Bay Area dogs are part of the family. We include them in family outings, take them on vacation (or make sure they have posh vacation spots of their own if we can’t), and spoon with them at night. Like human children, we make sure our dogs have the best possible educations.
It’s not at all uncommon for parents of new dogs to spend hours comparing schools and instructors, and to pay trainers for private “tutoring.” And nannies, in the form of dog walkers and doggie daycares, are probably used more widely here for dogs than for kids.
The Bay Area is also a hotbed of holistic health therapies for humans, from acupuncture to yoga and every alphabetical treatment in between.
Add all these things up and it’s not surprising that Bay Area dog guardians are seeking alternative wellness services for their furry children. Regimens such as massage, hydrotherapy, Chinese herbs, acupressure, acupuncture, and even Reiki are now available to local dogs through the efforts of very well trained and educated practitioners who are opening their doors to a flood of clients — yes, even in this economy.
Take The Rex Center in Pacifica, for example. The facility offers low-impact exercise and recovery options for dogs suffering injury or in the post-surgical phase, dogs who are older or overweight, and dogs with boundless energy who just want to have fun. Owner Cathy Chen-Rennie provides traditional massage as well as warm water massage and assisted swimming. “Water exercise and massage are perfect for dogs who are otherwise unable to exercise safely due to injury, arthritis, age, or obesity. The water provides support and, when done properly, the dogs love it.”
In addition, many owners and trainers involved in dog sports are bringing their dogs in for swimming exercise sessions as part of the Rex Center’s Swim Club — think doggie Soccer Moms, except you get to stand inside where it’s warm and nobody whines for ice cream on the way home.
Warm water massage for dogs,? Assisted swimming? Isn’t it all a bit too much? As it turns out, there are mounds of articles on the beneficial effects of these therapies, and carrying them out requires extensive training and certification. Chen-Rennie is certified in Canine Therapeutic and Sports Massage by Rocky Mountain School of Animal Acupressure and Massage and is a graduate of the La Paw Spa Canine Hydrotherapy Program. She brings similarly qualified practitioners onboard at The Rex Center to offer acupressure, Reiki, and nutritional counseling.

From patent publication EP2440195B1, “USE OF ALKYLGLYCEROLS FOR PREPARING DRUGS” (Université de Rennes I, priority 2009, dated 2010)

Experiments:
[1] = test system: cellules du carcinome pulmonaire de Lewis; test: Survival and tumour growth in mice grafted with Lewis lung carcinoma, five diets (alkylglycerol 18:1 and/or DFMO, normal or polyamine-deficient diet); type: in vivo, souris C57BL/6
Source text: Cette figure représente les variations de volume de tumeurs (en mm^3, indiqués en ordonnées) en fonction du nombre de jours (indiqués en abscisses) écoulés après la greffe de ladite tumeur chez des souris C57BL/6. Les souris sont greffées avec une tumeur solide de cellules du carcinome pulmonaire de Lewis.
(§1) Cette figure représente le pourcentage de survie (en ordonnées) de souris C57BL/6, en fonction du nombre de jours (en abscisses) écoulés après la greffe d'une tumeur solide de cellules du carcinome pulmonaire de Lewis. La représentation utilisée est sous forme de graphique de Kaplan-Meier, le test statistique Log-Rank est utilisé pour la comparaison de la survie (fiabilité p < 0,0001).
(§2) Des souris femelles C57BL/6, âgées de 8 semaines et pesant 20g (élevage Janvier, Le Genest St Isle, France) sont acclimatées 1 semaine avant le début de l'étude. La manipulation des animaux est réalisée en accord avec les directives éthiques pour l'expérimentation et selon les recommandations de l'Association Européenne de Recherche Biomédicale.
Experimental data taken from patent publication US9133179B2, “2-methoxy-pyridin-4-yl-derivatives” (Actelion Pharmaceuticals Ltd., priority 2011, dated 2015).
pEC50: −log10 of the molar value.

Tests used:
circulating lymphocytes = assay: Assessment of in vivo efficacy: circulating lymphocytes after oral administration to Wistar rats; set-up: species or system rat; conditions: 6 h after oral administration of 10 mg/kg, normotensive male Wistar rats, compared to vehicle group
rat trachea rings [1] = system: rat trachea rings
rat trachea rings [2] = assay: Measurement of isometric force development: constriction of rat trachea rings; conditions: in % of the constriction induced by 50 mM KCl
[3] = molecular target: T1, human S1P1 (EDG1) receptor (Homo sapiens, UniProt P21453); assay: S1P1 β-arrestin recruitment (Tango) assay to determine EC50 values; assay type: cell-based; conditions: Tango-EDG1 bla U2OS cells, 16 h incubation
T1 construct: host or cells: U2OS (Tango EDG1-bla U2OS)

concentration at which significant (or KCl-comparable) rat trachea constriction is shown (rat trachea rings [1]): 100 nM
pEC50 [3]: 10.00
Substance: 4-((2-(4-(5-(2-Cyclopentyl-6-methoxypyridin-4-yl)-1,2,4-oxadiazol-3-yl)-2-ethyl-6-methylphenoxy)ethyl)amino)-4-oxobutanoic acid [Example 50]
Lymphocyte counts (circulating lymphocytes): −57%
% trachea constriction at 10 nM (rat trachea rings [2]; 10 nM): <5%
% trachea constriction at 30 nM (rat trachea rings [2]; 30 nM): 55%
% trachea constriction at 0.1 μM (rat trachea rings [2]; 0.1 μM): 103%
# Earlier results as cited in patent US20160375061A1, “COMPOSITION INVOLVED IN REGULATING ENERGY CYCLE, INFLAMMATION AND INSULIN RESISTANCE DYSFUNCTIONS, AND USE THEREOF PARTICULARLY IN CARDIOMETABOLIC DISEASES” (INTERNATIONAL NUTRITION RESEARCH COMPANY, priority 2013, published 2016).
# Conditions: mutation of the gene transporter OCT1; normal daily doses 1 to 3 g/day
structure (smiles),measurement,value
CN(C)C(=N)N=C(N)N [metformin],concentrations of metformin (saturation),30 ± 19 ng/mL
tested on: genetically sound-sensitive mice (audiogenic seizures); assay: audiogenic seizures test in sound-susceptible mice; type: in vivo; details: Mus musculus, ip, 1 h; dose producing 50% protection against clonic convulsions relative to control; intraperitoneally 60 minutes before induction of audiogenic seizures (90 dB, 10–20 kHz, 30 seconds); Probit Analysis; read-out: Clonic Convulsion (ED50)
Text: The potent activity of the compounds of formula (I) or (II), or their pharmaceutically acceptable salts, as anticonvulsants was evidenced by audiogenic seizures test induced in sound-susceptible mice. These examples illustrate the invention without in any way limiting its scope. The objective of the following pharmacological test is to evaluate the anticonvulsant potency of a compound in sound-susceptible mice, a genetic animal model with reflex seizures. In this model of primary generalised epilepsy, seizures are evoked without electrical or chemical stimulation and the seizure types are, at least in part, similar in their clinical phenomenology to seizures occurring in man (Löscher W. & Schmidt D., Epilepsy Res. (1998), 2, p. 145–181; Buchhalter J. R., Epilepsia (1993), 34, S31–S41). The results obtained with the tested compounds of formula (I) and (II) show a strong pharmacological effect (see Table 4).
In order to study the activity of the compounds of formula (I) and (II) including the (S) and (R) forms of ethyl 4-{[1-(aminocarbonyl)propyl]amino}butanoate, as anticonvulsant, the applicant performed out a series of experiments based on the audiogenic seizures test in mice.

Heather Sanders, recently named one of the Bay Area’s best alternative medicine providers in Bay Woof’s 2009 Beast of the Bay Awards, makes client house calls when not at The Rex Center. A small animal acupressure practitioner, Sanders has over 500 hours of training, and she assisted in the development of the national certification exam. She is also well studied in canine nutrition and the use of western herbs for dogs.
Sanders talks eloquently of both the scientific and more esoteric aspects of these regimens. Her background is in oncology drug development, but when she found that her own sick dog did not respond to Western treatments, she sought out Eastern alternatives. “Care for animals,” she says, “follows much the same direction as for humans. In the Bay Area we are very receptive to alternative services for ourselves. Many of us have dogs in lieu of children, so it’s natural that we’d also lead this evolution in pet care.”
Kathleen Prasad trains certified Reiki practitioners to work with animals and offers classes and workshops for owners wanting something they can do for their dogs at home. A Japanese healing treatment that involves energy work through a gentle laying on of hands and focusing of intent, Reiki has become very popular among people looking for alternative healing and stress reduction techniques. It’s now also finding its way into the dog world through applications in shelter, rescue, sanctuary, and even zoo environments, as well as its availability for family pets.
Are such treatments right for your Fido? The practitioners quoted here are quick to point out that their services are not intended to replace standard veterinary care. Rather, as Prasad says, they are “a piece of the puzzle” of maintaining good health.
So if your dog is arthritic or overweight, suffers from an injury, has had or will soon be having surgery, struggles with allergies, overdoes it during play or sports, or you simply want to enhance his quality of life, talk to your vet first and then consider the wide variety of holistic therapies available to Bay Area pooches.